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A Man’s Need for Intimacy is Stronger Than His Need for Sex

Women have a concept of men wanting only one thing…SEX. It appears this way. We see it on TV and hear about it on the radio. We read about i...

Women have a concept of men wanting only one thing…SEX. It appears this way. We see it on TV and hear about it on the radio. We read about it in magazines, books, and on the Internet. It’s true, and to deny it would be silly. However, there is more to it than just sex. I know because I counsel and listen to men every day. In fact many of my patients are men, and they have taught me things, which I hope to pass on to you (it is important to remember this is NOT every man, just as it is NOT every woman. You may be the exception to the rule.) Even men tire of sex for sex’s sake. No matter how beautiful the woman, a man cannot be satisfied with one if there is no emotional attachment. What bonds a man with one woman in a long-term relationship is the intimacy they share. When women speak of intimacy, we are talking about being able to talk to the guy, being able to feel heard, being cuddled, and held. These things may or may not lead to sex, and we often resent when our man talks with us only to have sex. Intimacy to women is our words, and the ability to express and feel close to our man by using words. Men like this also, and it makes them feel good. However, men are physical. They need physical intimacy to secure themselves with their partner.

When women talk about men only wanting sex, the talk seems to present men in a shallow light. Men often times don’t know how to respond so they agree or consent to this view. When they do this, the myth is continued of what men really want and what they need to feel connected. We (women) devalue their feelings and make light of the physical needs to bond. Women see their own needs and somehow elevate these as being more important than men’s needs. This is unfair to both genders and it severs our ability to understand and meet each other’s needs lovingly. To create a security within a relationship, focus on both men’s and women’s needs for intimacy.
A Man’s Need for Intimacy is Stronger Than His Need for Sex
For women (and many men), emotional intimacy depends primarily on trust, and frequently involves individuals discussing their feelings. Sex must begin on an emotional level for women. There are exceptions with this and the first one that comes to mind is the case of sexually abused women. Sex is more of a matter of control for these women, and they may not want to be vulnerable with emotions. When a woman says, “Let’s talk first,” she is not being coy or playing hard to get. A woman needs to feel an emotional bond before sex begins. We cannot help it. This is how we are wired. We need men to let down their guard, and to be vulnerable with us. We need men to share their feelings and dreams. Along with this, we need their touch, but we don’t always need sex to be intimate.
For men, intimacy generally means physical intimacy. That is how they feel close to their partner. That does not mean they do not have an emotional connection, because for a lasting relationship, this is required. However, aside from sex as simply sex, men need the physical intimacy to feel loved. Sex alone is not enough, but it is more valued by them than words. Performing sex without feeling will not meet a man’s needs for intimacy (unless he suffers from an addiction or psychological trauma in the past). Men do need to be touched, they need to be held. They need to be spoken to softly. Men are competitive with each other. Have you ever watched guys touch? It is usually a slap on the back, or a punch when they are laughing. They are “soft” with women, and they need this softness with women. Their cardiovascular health is improved with touch.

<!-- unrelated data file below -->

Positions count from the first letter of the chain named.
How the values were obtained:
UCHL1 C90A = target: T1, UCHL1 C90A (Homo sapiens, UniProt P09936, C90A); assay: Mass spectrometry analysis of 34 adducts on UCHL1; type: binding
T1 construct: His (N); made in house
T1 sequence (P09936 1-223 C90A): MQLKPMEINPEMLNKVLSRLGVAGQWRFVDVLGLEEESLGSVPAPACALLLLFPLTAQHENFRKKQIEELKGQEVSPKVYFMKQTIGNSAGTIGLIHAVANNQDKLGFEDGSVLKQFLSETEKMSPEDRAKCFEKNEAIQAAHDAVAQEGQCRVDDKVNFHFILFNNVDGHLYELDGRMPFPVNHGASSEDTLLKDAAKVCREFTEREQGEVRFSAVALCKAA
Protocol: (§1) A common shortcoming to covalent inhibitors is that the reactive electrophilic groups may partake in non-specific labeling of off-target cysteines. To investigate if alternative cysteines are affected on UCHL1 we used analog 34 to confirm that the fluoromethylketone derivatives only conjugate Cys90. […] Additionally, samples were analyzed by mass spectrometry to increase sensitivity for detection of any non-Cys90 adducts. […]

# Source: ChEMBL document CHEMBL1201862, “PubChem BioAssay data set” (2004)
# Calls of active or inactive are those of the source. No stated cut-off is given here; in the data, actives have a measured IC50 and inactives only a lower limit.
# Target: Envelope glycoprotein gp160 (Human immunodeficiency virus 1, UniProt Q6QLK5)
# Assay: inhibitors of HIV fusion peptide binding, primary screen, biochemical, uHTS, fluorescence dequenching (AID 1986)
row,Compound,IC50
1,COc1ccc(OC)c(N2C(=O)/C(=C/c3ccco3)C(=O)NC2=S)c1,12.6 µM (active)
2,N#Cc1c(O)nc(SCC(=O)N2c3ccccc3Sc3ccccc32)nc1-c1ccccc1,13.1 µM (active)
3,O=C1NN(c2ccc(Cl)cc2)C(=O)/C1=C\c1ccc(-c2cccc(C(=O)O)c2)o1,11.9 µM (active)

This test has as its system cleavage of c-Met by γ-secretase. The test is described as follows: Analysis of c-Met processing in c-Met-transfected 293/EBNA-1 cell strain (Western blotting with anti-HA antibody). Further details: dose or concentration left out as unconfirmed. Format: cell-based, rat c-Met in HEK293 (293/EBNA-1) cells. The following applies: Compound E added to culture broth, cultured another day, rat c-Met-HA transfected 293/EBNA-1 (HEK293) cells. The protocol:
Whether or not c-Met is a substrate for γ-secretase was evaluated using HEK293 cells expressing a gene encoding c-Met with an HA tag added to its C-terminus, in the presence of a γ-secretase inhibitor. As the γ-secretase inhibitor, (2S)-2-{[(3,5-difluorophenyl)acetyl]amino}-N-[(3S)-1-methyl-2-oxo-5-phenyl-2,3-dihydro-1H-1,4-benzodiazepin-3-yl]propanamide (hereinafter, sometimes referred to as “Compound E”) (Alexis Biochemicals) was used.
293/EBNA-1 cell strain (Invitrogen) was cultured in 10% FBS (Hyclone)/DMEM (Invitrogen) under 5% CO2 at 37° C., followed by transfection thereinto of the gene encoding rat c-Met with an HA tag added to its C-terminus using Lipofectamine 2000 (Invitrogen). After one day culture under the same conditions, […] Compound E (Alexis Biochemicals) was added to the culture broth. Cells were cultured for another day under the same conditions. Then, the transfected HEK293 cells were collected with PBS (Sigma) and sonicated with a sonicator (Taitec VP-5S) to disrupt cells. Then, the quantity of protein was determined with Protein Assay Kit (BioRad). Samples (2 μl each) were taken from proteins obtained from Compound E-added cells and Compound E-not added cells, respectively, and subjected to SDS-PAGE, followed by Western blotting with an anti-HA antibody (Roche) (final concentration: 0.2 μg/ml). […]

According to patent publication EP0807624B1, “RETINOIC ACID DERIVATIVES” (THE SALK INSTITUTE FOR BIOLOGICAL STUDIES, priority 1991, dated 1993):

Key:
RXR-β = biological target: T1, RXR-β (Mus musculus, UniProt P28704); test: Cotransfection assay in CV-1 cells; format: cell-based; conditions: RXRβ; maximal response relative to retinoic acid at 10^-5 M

I think both sexes would be able to love each other much more effectively if we just quit thinking we understandd and began to listen. Male bashing or talking about women in trashy terms will never lead to healthy relationships or loving marriages. It will eventually destroy our families as well as ourselves. All changes begin with you and me. Here are a few more tips to build intimacy in your relationship:
  • Make a pact with your partner that for today you are going to judge less and listen more. A pact is a written agreement. Choose two behaviors you are no longer going to judge and let go.
  • Watch your partner. When you watch your partner, you learn to lecture less and appreciate the things they do that you never noticed before.
  • Teach your partner what you need. If you don’t know what makes you feel close to your partner, how do you think they will know? We need to understand what makes us feel loved before another person can. Women who hint, never get what they need.
  • Take turns with talking and physical intimacy. If you need talking and he needs to hold you, change it up so that one time you begin intimacy by talking and one time you begin with physical holding or kissing.

The key with all great relationships is sharing a common vision. Whether it is doing mission work in Haiti or planning a flower garden, the vision must be shared and both people must invest effort. If you make intimacy a vision to share, you will be successful at having a long, loving relationship.
Mary Jo Rapini